"Well, yes," said Seamus. "I suppose we did." He was beginning to ache all over, now that he had had time to sit calmly and notice it, and his clothes were torn and stained with drying blood. Cassidy was in the same state. He couldn't help but think they could have gotten through rather better, but they had indeed made it. The Book seemed to take no notice of their condition.

"Anyway," he continued, "that's where we are. While I was at it, of course, I also put together this little character that I could use for talking to you." He gave another of his slight bows, with a modest smile.

"Very nice," said Cassidy politely, since it seemed like a comment of some sort was called for.

"So, shall we talk about why you're here, then?" asked The Book. When they nodded, he continued, addressing Seamus first. "You are here because you have a special power." He turned briefly to Cassidy. "You have some talent as well, of course, but it is in Seamus that the true power resides."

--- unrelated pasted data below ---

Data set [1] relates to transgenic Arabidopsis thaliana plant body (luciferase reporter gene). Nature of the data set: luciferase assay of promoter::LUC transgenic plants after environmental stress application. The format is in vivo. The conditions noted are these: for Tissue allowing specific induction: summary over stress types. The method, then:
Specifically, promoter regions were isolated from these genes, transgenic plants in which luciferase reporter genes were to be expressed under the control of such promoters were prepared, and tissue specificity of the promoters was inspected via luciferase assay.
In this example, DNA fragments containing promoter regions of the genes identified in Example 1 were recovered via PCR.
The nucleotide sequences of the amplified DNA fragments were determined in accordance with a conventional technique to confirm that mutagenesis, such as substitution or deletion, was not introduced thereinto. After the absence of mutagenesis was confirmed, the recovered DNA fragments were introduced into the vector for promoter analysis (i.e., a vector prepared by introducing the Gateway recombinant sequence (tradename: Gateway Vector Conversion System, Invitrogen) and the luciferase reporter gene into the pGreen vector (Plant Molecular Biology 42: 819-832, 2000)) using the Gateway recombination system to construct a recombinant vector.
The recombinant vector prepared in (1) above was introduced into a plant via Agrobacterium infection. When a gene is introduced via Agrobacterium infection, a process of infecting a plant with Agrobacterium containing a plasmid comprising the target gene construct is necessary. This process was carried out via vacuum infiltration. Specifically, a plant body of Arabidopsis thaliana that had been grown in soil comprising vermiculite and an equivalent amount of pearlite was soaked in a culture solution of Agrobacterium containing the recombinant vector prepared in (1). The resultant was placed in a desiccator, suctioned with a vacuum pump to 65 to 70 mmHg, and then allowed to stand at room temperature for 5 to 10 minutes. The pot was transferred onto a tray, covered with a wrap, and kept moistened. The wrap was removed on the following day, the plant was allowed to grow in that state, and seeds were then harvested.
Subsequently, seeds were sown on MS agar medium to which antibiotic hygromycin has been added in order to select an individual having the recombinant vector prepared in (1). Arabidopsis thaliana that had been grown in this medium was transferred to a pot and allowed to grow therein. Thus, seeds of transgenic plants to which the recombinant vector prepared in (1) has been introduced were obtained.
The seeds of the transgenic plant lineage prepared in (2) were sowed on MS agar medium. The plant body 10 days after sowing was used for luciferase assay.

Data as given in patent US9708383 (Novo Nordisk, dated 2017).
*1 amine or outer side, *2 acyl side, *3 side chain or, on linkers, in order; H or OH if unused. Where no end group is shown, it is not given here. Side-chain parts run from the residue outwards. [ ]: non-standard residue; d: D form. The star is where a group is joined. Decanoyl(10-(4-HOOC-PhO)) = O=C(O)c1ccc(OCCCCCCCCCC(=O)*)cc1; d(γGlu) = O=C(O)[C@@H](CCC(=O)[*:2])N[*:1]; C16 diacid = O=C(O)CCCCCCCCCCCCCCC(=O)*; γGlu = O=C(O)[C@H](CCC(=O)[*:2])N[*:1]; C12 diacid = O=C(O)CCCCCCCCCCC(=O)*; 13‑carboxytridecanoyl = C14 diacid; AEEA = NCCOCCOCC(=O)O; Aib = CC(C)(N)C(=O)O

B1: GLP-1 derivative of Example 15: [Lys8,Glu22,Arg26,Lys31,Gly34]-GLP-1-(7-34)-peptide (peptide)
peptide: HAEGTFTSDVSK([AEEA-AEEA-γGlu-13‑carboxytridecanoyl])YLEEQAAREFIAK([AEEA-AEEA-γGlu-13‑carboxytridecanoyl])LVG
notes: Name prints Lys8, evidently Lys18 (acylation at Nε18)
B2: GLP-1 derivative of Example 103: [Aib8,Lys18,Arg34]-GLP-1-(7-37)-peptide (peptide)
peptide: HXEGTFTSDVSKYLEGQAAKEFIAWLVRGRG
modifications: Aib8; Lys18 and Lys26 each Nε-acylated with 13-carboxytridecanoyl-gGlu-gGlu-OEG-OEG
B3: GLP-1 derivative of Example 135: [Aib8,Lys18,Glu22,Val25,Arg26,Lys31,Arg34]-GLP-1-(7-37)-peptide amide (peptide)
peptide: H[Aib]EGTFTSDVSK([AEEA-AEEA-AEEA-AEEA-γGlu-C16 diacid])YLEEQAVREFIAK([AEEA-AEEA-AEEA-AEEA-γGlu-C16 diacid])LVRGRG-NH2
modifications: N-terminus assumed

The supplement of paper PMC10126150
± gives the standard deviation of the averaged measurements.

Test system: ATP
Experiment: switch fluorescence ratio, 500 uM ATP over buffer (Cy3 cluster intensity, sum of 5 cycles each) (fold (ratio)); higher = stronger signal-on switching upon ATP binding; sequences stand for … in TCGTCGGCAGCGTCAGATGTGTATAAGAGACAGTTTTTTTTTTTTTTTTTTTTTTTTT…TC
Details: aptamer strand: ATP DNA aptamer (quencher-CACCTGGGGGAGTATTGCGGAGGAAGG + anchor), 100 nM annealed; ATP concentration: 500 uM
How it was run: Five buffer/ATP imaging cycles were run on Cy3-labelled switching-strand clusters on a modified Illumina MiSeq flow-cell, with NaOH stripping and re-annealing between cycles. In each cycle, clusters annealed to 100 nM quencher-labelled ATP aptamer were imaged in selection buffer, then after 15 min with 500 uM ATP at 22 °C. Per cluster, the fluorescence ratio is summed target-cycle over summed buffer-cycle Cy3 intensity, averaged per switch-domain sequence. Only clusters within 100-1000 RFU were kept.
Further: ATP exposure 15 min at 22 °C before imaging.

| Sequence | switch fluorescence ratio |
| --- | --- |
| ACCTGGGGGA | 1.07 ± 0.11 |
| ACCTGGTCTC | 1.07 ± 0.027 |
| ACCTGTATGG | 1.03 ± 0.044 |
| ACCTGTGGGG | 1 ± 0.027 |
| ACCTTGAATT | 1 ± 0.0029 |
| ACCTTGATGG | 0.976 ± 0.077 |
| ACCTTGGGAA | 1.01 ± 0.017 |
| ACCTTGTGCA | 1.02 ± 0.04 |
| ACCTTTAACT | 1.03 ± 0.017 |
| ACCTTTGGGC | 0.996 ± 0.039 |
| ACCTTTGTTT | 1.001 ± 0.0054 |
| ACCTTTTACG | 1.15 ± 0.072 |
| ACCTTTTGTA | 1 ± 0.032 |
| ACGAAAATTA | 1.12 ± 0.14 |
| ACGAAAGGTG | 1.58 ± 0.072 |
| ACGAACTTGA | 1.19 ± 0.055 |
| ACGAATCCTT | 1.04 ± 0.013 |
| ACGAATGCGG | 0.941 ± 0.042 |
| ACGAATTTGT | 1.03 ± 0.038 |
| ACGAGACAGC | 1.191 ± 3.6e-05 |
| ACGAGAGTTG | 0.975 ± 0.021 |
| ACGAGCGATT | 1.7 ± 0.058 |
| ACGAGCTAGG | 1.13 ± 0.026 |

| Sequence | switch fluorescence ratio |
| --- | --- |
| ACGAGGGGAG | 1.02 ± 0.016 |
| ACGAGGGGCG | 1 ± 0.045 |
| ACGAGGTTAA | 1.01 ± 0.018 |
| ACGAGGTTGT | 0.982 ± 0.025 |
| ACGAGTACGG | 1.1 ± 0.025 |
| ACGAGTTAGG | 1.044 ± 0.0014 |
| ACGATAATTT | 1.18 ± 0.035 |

"He's the Key, according to the journal. Whatever that means."

Seamus felt a bit uncomfortable with everything suddenly focusing on him like this. Center stage was never his preferred place in life. The Book went on.

"Yes, he certainly is. You, Seamus, have the ability to unlock the boundaries between books and the rest of reality. You have seen this already in your adventures bibliomorphing with your journal. But you have the potential to do much, much greater things."

"Greater things? Like what?"